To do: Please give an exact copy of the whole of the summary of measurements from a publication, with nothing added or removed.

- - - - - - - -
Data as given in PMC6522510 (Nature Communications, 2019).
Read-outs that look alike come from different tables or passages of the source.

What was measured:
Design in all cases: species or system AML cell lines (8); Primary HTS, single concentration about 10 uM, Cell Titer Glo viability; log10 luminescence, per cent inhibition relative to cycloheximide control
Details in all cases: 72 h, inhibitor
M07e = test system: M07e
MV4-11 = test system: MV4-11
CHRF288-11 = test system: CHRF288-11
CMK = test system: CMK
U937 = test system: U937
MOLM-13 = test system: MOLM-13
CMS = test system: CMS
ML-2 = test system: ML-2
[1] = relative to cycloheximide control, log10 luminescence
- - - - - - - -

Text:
Data as given in PMC6522510 (Nature Communications, 2019).
Read-outs that look alike come from different tables or passages of the source.

What was measured:
Design in all cases: species or system AML cell lines (8); Primary HTS, single concentration about 10 uM, Cell Titer Glo viability; log10 luminescence, per cent inhibition relative to cycloheximide control
Details in all cases: 72 h, inhibitor
M07e = test system: M07e
MV4-11 = test system: MV4-11
CHRF288-11 = test system: CHRF288-11
CMK = test system: CMK
U937 = test system: U937
MOLM-13 = test system: MOLM-13
CMS = test system: CMS
ML-2 = test system: ML-2
[1] = relative to cycloheximide control, log10 luminescence